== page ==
Almost no one has ever spent time in Oklahoma.
Whenever people ask about my life, and I mention my time in the state, they nod and say, "I passed through once on my way to Dallas/Los Angeles/Memphis. Not much there." I can't disagree. The Indians, who were marched in on The Trail of Tears from their beautiful homelands elsewhere, felt the same way.
I've said plenty of times that if I'd been on a covered wagon headed West, I'd have turned around and gone back upon rolling into Oklahoma.
The Wichita Mountains near Lawton are the country's oldest range and, in
their hey day, would have looked like the Rocky Mountains. Now they're
on their way back into the earth, which explains why they're reduced to
piles of colossal rocks. Even the mountains
want out. Enough said.
Yes, Oklahoma has cities with air-conditioned malls and elaborate suburbs like any place in America. Their universities are impressive. First-run movies play there. They have Starbuck's.
But the lay of the land defines any territory. Despite its post-card pretty spring azaleas, it's basically a hard place with far too many flat acres sliced up by barbed wire. During summer droughts, people give up on lawns and daisies and tomatoes because water is rationed. The blamed hot wind burns the life out of everything green.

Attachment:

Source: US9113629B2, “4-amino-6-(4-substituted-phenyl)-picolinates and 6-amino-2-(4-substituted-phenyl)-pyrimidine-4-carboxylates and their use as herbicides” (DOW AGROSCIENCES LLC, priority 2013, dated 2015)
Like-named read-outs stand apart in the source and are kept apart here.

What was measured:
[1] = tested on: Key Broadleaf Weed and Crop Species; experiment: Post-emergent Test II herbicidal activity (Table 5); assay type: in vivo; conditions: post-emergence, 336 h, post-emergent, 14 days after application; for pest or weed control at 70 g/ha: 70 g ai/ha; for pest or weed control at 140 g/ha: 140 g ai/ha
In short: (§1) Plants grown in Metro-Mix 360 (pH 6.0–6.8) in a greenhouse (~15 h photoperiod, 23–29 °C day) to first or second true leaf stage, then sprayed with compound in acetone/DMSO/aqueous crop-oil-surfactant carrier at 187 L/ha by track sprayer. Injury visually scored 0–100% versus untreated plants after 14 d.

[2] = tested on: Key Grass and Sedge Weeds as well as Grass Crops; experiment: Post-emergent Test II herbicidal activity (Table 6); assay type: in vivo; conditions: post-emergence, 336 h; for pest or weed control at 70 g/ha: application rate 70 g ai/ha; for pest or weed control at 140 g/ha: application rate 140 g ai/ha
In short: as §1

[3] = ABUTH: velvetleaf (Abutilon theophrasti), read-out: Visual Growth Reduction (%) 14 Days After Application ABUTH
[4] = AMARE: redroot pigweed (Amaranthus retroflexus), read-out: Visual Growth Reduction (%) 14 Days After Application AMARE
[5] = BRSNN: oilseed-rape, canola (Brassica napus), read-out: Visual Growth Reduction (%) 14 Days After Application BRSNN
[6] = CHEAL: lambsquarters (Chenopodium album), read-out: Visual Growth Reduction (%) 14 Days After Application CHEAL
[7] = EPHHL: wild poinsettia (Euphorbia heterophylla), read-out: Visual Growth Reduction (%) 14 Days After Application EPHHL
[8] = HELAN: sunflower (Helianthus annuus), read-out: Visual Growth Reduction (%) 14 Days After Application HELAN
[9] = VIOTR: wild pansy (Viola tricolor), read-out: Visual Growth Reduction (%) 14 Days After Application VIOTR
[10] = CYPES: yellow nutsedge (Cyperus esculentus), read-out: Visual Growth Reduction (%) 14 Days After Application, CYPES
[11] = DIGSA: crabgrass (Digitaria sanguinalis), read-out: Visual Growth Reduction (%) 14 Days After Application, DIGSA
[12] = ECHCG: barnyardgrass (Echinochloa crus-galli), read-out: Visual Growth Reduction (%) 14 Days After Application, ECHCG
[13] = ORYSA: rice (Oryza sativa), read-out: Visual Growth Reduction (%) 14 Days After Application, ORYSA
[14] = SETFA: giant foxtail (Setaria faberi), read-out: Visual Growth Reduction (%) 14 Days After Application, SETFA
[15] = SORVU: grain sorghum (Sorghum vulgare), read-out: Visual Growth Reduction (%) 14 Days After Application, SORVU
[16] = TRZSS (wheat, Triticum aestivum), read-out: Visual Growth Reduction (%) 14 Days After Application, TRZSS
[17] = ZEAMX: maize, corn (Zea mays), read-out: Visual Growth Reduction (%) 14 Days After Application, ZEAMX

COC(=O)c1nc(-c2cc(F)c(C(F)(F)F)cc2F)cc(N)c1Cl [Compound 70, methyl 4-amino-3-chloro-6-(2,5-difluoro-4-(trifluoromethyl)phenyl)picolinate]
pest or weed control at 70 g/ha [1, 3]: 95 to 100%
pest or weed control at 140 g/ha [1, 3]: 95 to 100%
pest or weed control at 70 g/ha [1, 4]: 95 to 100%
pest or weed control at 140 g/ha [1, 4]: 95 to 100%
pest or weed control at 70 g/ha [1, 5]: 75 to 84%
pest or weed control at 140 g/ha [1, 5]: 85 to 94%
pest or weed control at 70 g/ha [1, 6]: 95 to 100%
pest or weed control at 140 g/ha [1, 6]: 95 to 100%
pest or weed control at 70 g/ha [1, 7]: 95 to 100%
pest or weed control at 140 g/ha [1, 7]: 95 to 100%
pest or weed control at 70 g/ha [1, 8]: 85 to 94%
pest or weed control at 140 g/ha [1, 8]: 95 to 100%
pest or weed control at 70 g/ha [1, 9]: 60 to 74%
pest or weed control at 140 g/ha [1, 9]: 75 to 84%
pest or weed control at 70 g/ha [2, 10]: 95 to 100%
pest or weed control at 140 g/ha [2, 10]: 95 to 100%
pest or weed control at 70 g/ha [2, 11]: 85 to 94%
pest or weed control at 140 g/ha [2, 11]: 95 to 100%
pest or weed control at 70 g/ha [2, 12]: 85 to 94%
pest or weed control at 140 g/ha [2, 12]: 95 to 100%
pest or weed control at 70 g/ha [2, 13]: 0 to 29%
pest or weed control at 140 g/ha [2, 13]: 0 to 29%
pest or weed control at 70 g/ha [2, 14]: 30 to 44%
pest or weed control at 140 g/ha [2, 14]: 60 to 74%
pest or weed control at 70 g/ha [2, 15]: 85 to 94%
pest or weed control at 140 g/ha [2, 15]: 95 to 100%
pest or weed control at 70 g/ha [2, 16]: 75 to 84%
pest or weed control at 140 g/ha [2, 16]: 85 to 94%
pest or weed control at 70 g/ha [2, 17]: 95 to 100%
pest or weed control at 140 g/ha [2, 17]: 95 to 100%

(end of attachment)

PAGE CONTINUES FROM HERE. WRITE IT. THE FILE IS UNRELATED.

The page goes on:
So it's an everlasting wonder to me that Broadway's first modern musical was Oklahoma! Set in a simpler time, it's about everyone getting all dolled up to go on a picnic. Such a sweet notion. If you know the story at all, however, you know it takes a bad turn. Tap dancing and fringed surrey aside, a menacing darkness roars through the fun.
That is Oklahoma.
Smack dab in the center of Tornado Alley, it is a horrific place to live. I've seen my share of twisters. They are a swirling, mesmerizing wonder. Dropping out of a bottle-green sky, they massacre the landscape with an unforgiving tunnel of wind. I've hidden in hall closets and underground shelters and never been hurt.
But that wasn't true a year ago when twenty-four people died from a tornado in Moore. Our relatives there suffered serious property damage. Life is still not back to normal for many and never will be for some.
If you live anywhere in Oklahoma, you know it's a dangerous place. Powerful loss can ride in on the next brutal wind.
So I was especially touched when we saw Maggie's boyfriend in his school's production of Oklahoma! They captured the romantic spirit of a farm on the plains. They whooped and hollered through ambitious dance sequences. They had ruffles and paper lanterns and picnic baskets. But best of all, they had a collection box in the lobby for donations to the Moore High School Theater Department because that 2013 tornado destroyed their construction equipment. A portion of ticket sales went toward the fund, too. These sympathetic students in St. Paul wanted to help.
Annually in Oklahoma, "where the wind goes sweepin' down the plain," countless valuable things are carried away.
But every now and then, good winds blow in, too. Generously. All the way from up here in Minnesota.
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